Sustainable Energy Advantage, LLC provides a comprehensive look at the market fundamentals of New York’s renewable energy market as part of its New York Renewable Energy Market Outlook (NY-REMO) service. The last NY-REMO Market Fundamentals Briefing 2019#2 included assumptions for results of this procurement which were similar in scale and composition to NYSERDA’s ultimate selection, and our projected average award price was within approximately 5.6% of the ultimate award price. Therefore, its results represent a solid starting point for understanding the market outlook. SEA will be further developing sensitivity scenarios for our market fundamentals briefings that align with the announced project selections for RESRFP19-1 and other recent clean energy developments and announcements. For more information on NY-REMO, please reach out to Bob Grace.
Inclusion of Vintage Generation Facilities
This award group is unique for the inclusion of 3 existing wind power projects, or Vintage Generation Facilities (VGFs), that were selected for “repowering” to add incremental capacity to already operational renewable generation sites.
While the full production of a repowered facility is not Tier-1 eligible under current rules, the incremental production of a repowered facility is eligible. A VGF can qualify for Tier-1 REC if it has made or will make a material capital investment on or after January 1, 2015 that directly results in an increase in annual energy production of at least 5%, or, an increase to a generator’s nameplate capacity of at least 10% also resulting in a minimum 5% increase in annual energy production.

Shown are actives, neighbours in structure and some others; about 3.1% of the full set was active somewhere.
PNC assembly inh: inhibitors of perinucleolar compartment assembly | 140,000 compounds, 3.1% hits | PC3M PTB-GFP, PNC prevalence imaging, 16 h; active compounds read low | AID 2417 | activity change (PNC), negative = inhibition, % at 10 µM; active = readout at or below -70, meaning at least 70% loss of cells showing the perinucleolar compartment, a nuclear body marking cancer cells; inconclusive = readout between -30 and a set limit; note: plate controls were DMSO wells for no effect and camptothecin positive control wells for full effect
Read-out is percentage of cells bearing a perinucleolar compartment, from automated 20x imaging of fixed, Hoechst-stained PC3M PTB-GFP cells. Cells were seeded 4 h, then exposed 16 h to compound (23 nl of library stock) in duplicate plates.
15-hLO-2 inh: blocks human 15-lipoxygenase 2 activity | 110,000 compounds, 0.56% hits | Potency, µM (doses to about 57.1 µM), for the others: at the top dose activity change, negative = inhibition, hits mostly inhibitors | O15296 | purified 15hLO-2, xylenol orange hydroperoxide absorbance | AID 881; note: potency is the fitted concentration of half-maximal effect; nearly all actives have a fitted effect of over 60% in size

The facilities selected in the 2019 solicitation that meet the repowering criteria include: 20 MW Steel Winds Wind Farm (increasing capacity by 4.8 MW); 15 MW Steel Winds Wind Farm 2 (increasing capacity by 2.6 MW); and 125 MW Cohocton Wind Project (increasing capacity by 35.8 MW).
All three of these VGFs were originally owned and operated by First Wind and were acquired by SunEdison and its yieldco TerraForm Power in 2014, and all three projects currently use turbines manufactured by Clipper Wind (C96 2.5 MW turbine generators). According to the bid proposals submitted by TerraForm Power, these projects have become increasingly challenged due to Clipper Wind’s 2012 decision to cease manufacturing new equipment. The contemplated upgrades for these facilities include the replacement of existing Clipper Wind turbines with newer equipment such as General Electric or Vestas turbines.
The repowering of existing clean energy facilities has long been a topic of debate in New York State, especially regarding Tier-1 eligibility and permitting requirements, and NYSERDA has already announced that the topic of repowering will be taken up again in the upcoming proceeding to establish a new 70% clean energy program as required by the Climate Leadership and Community Protection Act (CLCPA).
 CES Final Phase 1 Implementation Plan, https://www.nyserda.ny.gov/-/media/Files/Programs/Clean-Energy-Standard/2017-03-24-Phase-1-Implementation-Plan.pdf.